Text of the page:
A hacker group claims to have an exploit that would make it possible to regain control of lost or stolen iPhones that have been deactivated via iCloud, reports Apple Insider.
iCloud offers activation lock, which is specifically designed to “[make] it harder for anyone to use or sell your iPhone, iPad, or iPod touch if it’s ever lost or stolen.” As soon as you realise your iPhone is missing in such a way that you’ll likely never see it again, such a deactivation protects your contacts, email, and photographs from being seen by prying eyes.
Now a hacker group called Team DoulCi says they’re able to reactivate and use phones that have been disabled by activation lock. Security researcher Mark Loman says this is possible using a Windows PC because “the Windows version of iTunes does not properly verify security certificates.”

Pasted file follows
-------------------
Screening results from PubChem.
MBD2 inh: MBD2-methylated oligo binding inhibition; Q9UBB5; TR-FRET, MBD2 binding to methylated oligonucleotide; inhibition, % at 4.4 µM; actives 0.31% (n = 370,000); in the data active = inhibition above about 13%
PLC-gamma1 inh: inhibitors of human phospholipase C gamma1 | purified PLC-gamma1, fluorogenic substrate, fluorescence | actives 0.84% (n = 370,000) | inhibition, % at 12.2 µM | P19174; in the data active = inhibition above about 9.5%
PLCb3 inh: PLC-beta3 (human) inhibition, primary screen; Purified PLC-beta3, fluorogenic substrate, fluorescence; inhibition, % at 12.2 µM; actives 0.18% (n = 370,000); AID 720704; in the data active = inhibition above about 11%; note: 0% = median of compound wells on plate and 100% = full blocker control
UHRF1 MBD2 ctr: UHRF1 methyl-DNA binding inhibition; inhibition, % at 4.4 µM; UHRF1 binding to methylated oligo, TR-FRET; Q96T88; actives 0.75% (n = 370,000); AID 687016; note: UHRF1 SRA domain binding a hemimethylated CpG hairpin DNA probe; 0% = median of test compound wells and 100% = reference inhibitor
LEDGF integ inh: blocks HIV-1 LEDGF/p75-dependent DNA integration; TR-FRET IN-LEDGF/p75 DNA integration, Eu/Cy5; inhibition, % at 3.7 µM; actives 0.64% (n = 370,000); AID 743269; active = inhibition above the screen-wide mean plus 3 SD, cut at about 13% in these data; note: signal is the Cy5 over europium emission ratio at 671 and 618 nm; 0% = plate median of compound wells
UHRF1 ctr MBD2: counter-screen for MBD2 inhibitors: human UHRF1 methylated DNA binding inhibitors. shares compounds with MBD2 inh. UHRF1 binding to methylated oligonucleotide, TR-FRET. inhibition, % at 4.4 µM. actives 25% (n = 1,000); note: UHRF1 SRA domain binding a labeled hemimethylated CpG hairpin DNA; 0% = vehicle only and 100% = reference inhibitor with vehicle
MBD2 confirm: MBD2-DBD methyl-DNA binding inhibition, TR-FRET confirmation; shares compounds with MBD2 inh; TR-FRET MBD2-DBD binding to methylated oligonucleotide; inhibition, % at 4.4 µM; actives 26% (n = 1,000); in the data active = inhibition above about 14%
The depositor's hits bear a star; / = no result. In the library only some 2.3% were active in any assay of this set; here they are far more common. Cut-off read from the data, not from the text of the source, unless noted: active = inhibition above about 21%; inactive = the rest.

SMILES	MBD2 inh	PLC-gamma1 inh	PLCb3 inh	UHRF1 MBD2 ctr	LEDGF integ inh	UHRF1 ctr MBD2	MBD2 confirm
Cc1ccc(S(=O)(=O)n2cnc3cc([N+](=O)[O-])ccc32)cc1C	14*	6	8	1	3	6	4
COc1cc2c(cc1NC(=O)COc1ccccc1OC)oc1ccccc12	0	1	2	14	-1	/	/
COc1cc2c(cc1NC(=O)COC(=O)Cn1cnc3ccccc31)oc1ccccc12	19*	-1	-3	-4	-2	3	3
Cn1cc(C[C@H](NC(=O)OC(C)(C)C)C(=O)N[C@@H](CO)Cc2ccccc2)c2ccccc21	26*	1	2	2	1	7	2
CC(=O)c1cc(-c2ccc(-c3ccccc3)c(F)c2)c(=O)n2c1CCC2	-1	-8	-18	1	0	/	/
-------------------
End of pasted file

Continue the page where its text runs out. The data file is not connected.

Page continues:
This seems legit, according to Apple Insider:
The hackers, who are not affiliated with Loman, have demonstrated the attack’s efficacy by sharing screenshots of what they say are calls to Apple’s iCloud activation service. A number of others have chimed in on social media with similar success stories.
Loman suggests two reasons for this being the case: that it’s a simple beginner’s mistake, or that it was done on purpose, possibly to allow intelligence agencies like the NSA an unparalleled level of access to iCloud data.
Until Apple pushes out a fix, don’t use iCloud on a public Wi-Fi network!
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